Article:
my $command_text = $config->generate( $shell );

       Generate shell configuration code for the given shell.  $shell is an instance of
       Shell::Guess.  If $shell is not provided, then this method will use Shell::Guess to guess
       the shell that called your perl script.

       You can also pass in the shell name as a string for $shell.  This should correspond to the
       appropriate name_shell from Shell::Guess.  So for csh you would pass in "c" and for tcsh
       you would pass in "tc", etc.

   generate_file
        $config->generate_file( $shell, $filename );

       Generate shell configuration code for the given shell and write it to the given file.
       $shell is an instance of Shell::Guess.  If there is an IO error it will throw an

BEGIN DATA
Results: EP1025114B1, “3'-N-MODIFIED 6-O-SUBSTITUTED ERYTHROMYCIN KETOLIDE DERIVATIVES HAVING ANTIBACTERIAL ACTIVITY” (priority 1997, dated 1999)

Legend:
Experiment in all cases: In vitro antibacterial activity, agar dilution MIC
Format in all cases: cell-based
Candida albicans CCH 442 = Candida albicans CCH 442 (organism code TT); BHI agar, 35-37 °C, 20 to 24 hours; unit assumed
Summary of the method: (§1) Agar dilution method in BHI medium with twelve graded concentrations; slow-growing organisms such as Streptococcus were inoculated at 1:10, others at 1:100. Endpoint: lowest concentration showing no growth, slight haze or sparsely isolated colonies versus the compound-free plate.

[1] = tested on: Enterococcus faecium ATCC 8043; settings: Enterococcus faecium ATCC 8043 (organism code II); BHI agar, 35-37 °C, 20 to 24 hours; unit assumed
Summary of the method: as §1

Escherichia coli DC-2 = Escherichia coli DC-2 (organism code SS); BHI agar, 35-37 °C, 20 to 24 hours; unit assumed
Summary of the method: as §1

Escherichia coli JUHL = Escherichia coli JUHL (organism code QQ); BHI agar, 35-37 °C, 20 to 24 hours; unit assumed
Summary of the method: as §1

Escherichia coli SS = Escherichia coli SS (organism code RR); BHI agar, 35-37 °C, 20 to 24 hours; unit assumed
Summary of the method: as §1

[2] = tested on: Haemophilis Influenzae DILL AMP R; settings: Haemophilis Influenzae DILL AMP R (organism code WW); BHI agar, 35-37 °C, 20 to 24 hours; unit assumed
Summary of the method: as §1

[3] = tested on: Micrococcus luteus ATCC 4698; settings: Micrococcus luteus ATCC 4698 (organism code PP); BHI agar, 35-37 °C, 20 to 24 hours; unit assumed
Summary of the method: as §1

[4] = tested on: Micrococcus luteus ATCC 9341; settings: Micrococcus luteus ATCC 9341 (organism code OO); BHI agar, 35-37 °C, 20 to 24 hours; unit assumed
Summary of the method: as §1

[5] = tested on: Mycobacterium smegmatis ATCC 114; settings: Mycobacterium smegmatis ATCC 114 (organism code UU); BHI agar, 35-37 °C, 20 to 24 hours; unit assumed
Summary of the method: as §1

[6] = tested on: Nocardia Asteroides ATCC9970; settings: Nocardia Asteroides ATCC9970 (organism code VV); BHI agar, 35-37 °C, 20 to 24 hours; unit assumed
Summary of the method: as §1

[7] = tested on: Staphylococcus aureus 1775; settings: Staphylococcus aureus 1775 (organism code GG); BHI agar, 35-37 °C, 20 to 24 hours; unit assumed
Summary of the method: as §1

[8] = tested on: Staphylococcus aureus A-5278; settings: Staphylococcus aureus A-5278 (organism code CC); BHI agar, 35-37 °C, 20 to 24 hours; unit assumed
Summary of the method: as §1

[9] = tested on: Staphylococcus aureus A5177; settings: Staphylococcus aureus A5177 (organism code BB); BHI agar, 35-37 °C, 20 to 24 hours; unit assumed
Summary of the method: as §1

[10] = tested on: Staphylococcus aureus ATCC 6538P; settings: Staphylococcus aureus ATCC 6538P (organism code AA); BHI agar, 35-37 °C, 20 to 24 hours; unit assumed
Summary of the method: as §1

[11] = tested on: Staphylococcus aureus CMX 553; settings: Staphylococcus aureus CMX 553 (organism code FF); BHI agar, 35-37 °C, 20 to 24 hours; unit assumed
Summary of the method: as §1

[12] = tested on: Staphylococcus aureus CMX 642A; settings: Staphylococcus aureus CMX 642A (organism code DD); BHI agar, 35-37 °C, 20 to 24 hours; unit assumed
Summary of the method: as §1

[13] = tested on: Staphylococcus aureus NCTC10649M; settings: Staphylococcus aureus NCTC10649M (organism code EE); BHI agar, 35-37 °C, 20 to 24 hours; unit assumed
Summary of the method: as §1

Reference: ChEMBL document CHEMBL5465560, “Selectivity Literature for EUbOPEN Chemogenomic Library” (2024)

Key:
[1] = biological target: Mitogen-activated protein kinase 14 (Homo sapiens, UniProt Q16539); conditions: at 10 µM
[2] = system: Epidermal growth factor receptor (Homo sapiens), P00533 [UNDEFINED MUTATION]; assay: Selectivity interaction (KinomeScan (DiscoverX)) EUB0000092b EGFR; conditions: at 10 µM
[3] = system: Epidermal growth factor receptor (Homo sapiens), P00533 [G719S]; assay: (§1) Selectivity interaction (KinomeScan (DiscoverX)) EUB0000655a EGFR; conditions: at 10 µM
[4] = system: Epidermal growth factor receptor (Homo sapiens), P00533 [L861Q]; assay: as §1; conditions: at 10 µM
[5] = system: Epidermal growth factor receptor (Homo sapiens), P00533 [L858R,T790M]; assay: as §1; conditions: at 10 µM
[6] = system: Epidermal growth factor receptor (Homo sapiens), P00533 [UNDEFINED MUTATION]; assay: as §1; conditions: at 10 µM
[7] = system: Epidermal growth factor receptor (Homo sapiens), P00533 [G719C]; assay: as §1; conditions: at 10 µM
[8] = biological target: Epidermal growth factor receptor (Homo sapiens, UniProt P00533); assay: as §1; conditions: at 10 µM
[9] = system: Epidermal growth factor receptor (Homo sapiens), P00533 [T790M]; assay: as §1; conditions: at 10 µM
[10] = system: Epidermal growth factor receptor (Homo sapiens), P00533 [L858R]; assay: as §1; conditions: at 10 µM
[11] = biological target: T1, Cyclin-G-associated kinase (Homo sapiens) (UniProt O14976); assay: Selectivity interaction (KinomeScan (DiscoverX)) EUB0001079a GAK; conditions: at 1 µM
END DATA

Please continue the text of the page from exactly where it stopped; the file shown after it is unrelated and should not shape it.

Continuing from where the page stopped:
exception.

FUNCTIONS

   win32_space_be_gone
        my @new_path_list = win32_space_be_gone( @orig_path_list );

       On "MSWin32" and "cygwin":

       Given a list of directory paths (or filenames), this will return an equivalent list of
       paths pointing to the same file system objects without spaces.  To do this
       "Win32::GetShortPathName()" is used on to find alternative path names without spaces.

       NOTE that this breaks when Windows is told not to create short ("8+3") filenames; see
       <http://www.perlmonks.org/?node_id=333930> for a discussion of this behaviour.

       In addition, on just "Cygwin":

       The input paths are first converted from POSIX to Windows paths using
       "Cygwin::posix_to_win_path", and then converted back to POSIX paths using
       "Cygwin::win_to_posix_path".

       Elsewhere: